Artificial intelligence (AI) and machine learning (ML) injected into EDA are changing the ROI equations. AI/ML techniques can explore the whole solution space, which includes data points that may not be obvious to engineers. However, using AI-based solutions requires more CPUs and EDA licenses. These changes require a different ROI analysis, trading off engineering time and better performance, power, and/or area for additional CPUs and licenses. In the end, the analysis will show that AI-enabled software coupled with additional CPUs and smart engineers can outperform smart engineers with older software and limited CPUs. (Tech Companies Leverage AI to Increase Engineering Productivity)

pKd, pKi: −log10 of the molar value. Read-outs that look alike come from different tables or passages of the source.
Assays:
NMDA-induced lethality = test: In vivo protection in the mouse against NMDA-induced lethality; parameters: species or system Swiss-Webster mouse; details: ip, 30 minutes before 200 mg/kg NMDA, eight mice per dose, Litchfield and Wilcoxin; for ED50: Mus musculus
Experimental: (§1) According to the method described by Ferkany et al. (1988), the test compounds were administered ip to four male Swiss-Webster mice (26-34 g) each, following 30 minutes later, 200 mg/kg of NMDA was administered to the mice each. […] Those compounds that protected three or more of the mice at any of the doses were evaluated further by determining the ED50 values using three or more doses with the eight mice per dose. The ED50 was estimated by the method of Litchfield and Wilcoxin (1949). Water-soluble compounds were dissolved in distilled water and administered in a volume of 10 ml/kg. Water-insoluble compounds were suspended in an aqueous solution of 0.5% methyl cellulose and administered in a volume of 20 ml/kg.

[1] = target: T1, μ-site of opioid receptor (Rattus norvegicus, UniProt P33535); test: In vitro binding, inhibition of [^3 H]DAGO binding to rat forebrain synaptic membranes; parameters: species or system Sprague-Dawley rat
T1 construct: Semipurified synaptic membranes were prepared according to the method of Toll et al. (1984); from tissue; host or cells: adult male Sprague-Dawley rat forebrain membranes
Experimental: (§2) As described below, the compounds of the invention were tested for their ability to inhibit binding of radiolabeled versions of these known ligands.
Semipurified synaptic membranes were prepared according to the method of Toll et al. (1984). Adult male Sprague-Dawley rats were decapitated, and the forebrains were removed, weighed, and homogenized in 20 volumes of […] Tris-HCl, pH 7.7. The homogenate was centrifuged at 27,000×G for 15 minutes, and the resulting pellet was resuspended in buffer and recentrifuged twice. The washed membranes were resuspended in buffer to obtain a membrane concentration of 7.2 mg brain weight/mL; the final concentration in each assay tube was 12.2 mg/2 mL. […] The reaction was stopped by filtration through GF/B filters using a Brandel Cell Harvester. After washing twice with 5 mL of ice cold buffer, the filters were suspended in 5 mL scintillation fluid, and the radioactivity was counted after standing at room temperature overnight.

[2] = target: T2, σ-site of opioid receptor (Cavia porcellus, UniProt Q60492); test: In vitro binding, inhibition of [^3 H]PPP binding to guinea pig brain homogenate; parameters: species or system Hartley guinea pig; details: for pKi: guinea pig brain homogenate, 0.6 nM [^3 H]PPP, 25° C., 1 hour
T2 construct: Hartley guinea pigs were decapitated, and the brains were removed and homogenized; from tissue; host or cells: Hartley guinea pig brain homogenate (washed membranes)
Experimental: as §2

That was then, this is now

The relationship between the EDA supplier and consumer has transformed in many different ways over the last 20+ years. Customers have seen that a closer partnership with their EDA partner allows for a more productive and focused engineering team. This level of partnership takes trust and a track record by the EDA partner to deliver on promises. The transformation from EDA supplier to EDA partner will continue going forward, and those that embrace this partnership will benefit the most. However, it’s imperative that customers feel comfortable sharing their business goals and technical challenges, which in turn gives the EDA partner an opportunity to explore innovative solutions to overcome these challenges. EDA’s goal should be to predict these challenges and have solutions available before the customer needs them. This is our differentiated value. As Wayne Gretzky used to say, “Skate to where the puck is going to be, not where it’s been…”